Financial aid was crucial to Miniya’s ability to transfer to Reed, and she received a scholarship specifically to support Black students. The importance of financial aid is clear to Miniya: “As we know, there is a desperate need for Black American students within the world of academia. Too often, our stories are talked about and studied without us giving our important perspectives on these issues. It is scholarships like this that enable Black students to truly succeed and contribute our value to the intellectual world.”

Whether she is petitioning for the electrification of Portland buses or flexing her entrepreneurial skills while growing her art business, Miniya is a remarkable Reedie, and she is here because of financial support from donors like you. 

458 days ago by Claire E Michie
Meet Robin

Robin grew up in a small town in southwest Washington, about an hour from Reed. Throughout high school, they would leaf through Reed’s brochures, poring over student descriptions and thinking about how this “band of fierce intellectuals” felt like the community they’d been seeking. Robin yearned for an educational experience where everyone was engaged and wanted to learn. 

At Reed, Robin thought, “going to a conference where every single person had done the readings and wanted to share their thoughts and learn was never something I had in high school.”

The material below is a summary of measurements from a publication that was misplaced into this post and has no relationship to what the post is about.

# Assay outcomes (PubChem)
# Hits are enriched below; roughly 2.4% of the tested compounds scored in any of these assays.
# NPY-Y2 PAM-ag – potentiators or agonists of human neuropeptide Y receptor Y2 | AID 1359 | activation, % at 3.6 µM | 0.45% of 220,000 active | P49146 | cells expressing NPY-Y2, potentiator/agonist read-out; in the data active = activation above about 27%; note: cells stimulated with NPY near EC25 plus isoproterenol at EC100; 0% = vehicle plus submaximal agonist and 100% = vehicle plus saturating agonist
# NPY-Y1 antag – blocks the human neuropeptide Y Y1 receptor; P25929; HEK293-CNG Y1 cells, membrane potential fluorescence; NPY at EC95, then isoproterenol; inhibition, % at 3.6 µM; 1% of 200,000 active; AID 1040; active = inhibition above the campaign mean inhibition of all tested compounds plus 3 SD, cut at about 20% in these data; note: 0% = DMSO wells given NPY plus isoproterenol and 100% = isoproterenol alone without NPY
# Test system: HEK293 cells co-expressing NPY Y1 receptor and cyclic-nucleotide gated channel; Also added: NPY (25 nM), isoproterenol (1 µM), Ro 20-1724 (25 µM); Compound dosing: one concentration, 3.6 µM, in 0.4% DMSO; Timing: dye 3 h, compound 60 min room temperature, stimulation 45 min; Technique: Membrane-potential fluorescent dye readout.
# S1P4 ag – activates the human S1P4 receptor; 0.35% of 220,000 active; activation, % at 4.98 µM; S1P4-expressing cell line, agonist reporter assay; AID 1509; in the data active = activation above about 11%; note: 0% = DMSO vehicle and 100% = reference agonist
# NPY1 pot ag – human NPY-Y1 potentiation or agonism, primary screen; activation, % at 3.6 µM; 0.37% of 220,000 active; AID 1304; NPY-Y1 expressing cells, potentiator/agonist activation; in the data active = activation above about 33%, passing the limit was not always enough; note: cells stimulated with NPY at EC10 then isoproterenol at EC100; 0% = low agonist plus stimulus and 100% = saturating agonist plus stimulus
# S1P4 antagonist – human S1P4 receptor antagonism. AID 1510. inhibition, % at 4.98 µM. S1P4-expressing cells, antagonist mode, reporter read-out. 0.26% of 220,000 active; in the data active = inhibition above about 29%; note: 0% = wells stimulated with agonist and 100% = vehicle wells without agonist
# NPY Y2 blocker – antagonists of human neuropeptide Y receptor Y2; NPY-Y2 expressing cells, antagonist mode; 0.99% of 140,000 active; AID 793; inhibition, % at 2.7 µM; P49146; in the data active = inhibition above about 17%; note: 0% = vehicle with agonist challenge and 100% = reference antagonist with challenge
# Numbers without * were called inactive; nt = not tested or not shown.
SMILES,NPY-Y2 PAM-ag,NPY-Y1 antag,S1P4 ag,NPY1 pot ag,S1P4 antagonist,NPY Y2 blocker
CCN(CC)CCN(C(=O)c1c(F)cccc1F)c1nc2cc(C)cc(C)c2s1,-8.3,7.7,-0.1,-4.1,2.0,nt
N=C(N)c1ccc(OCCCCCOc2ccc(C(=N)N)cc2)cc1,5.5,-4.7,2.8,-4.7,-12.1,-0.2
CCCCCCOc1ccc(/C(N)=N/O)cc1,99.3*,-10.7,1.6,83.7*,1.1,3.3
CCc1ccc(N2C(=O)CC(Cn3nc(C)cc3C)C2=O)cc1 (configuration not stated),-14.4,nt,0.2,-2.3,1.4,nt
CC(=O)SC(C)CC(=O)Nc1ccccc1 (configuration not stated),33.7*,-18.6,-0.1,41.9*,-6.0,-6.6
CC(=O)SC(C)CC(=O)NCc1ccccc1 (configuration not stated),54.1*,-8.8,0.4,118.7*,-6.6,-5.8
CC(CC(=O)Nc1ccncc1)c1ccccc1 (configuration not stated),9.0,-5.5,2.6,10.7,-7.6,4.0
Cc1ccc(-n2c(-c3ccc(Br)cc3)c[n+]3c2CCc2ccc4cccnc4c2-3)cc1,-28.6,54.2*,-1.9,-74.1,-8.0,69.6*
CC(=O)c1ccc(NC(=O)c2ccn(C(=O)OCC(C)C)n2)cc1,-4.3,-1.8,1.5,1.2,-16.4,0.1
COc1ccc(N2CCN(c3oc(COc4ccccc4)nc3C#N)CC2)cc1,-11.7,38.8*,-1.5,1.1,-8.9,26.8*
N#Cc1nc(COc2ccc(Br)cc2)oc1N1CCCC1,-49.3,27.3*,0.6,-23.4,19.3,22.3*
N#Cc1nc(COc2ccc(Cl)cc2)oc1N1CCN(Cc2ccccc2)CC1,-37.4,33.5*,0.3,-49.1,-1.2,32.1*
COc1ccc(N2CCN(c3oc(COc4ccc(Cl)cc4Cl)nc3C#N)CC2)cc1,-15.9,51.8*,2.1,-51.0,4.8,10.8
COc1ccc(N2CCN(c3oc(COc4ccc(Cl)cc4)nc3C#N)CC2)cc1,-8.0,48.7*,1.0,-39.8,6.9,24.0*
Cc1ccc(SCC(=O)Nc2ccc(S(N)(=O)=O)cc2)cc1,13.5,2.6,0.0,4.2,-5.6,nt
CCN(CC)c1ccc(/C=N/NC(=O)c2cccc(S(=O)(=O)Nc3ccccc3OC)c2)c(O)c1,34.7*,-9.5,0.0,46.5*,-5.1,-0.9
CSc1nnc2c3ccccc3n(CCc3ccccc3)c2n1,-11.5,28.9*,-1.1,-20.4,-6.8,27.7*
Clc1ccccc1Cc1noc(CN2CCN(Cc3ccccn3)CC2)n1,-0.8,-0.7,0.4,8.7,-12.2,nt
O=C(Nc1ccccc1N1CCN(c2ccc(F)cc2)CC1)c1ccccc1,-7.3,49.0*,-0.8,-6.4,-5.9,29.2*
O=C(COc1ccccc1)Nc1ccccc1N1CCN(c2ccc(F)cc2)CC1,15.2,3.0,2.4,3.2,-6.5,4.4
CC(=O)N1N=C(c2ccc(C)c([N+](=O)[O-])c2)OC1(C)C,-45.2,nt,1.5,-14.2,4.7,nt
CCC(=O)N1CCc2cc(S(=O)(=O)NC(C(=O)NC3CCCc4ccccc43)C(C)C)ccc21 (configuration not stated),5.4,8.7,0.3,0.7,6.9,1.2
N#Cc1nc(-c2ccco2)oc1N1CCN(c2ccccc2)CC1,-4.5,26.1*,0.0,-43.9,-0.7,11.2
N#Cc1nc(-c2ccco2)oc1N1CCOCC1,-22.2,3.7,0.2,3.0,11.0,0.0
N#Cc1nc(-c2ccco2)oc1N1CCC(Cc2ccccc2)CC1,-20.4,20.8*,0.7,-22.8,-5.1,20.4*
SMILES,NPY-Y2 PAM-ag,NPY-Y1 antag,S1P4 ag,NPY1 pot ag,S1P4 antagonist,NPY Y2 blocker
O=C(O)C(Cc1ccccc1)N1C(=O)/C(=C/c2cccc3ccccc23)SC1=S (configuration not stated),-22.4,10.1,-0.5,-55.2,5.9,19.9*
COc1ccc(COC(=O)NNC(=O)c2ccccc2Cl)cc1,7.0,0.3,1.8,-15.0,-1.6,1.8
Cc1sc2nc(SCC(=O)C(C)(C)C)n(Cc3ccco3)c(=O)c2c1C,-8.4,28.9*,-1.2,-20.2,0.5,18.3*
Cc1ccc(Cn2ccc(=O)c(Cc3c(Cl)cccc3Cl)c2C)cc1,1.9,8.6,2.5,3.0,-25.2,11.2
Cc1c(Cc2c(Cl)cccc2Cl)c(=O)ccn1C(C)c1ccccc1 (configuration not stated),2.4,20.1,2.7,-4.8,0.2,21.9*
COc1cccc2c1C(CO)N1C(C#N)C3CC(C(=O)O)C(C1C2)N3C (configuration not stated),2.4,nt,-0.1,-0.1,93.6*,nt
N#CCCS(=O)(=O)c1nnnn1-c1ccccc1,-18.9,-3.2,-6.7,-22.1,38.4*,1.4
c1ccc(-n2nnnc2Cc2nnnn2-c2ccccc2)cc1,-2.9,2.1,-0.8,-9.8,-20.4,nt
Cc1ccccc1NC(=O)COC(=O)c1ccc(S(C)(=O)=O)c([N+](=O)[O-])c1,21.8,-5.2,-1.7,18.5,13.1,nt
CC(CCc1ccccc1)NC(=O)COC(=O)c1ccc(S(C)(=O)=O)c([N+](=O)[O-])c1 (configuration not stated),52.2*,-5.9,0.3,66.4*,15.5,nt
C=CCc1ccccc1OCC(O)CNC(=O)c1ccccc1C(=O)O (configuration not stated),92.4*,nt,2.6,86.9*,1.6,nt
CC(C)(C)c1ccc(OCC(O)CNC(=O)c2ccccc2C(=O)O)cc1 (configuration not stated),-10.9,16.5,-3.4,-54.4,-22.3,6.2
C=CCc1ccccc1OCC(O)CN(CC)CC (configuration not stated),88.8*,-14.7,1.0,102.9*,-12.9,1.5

Robin is now in their second year at Reed, majoring in sociology and serving in a leadership role on the Restorative Justice Coalition. For Robin, restorative justice is all about close-knit community: “We wanted to have another option, one that didn’t fall into these traditional models entrenched in Western society . . . we wanted students to feel like they have a place to talk about conflict and be heard. It’s really important to be able to fix, and remedy, and rebuild community after harm, but it’s also allowed us to circumvent harm before it happens. We hold community building circles so various groups of students can form deeper connections to one another and learn to understand each other more.” 

459 days ago by Claire E Michie

Alumni Gifts by Class YearThe Alumni Gifts by Class Year reflects giving from Alumni, Students, Parents
AffiliationDonors$ Raised
20256$504
202427$1,704
202327$5,308
202220$1,737
202120$2,313
20209$325
20196$249
201812$175
20178$170
20168$205
201512$1,350
20149$1,295
201310$468
20128$298
201115$1,350
20109$1,131
200910$169
200812$755
200718$1,816
200614$479
200512$354
200419$718
20037$160
200211$423
200111$1,749
20008$474
19997$473
19985$278
199710$1,180
199614$910
199517$2,040
19948$455
19939$990
199212$970
199118$1,589
199012$1,037
198910$1,890
19886$270
19875$280
19867$1,355
19857$1,620
19849$1,339
198314$1,673
198215$2,877
19816$493
19808$2,225
197910$2,335
19787$1,121
19778$1,380
19766$615
19756$1,231
19744$245
197310$681
197210$611
19714$150
197010$1,232
19693$320
19689$625
19677$370
19667$409
196510$7,025
19645$305
19633$333
19621$250
19615$609
19605$9,300
19581$25
19572$2,250
19561$300
19553$130
19531$100
19511$100
19481$0
19421$0